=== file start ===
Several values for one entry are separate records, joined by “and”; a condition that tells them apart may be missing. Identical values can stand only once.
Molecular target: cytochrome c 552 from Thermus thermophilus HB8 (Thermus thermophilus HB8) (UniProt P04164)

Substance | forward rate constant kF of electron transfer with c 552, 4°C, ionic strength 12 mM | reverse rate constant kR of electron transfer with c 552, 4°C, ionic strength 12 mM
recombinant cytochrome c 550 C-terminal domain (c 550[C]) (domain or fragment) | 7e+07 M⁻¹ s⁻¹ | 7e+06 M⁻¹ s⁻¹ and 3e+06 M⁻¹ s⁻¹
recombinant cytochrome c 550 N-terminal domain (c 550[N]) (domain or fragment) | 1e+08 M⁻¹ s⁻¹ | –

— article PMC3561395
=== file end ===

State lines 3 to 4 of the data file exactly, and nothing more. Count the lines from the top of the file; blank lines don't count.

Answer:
Substance | forward rate constant kF of electron transfer with c 552, 4°C, ionic strength 12 mM | reverse rate constant kR of electron transfer with c 552, 4°C, ionic strength 12 mM
recombinant cytochrome c 550 C-terminal domain (c 550[C]) (domain or fragment) | 7e+07 M⁻¹ s⁻¹ | 7e+06 M⁻¹ s⁻¹ and 3e+06 M⁻¹ s⁻¹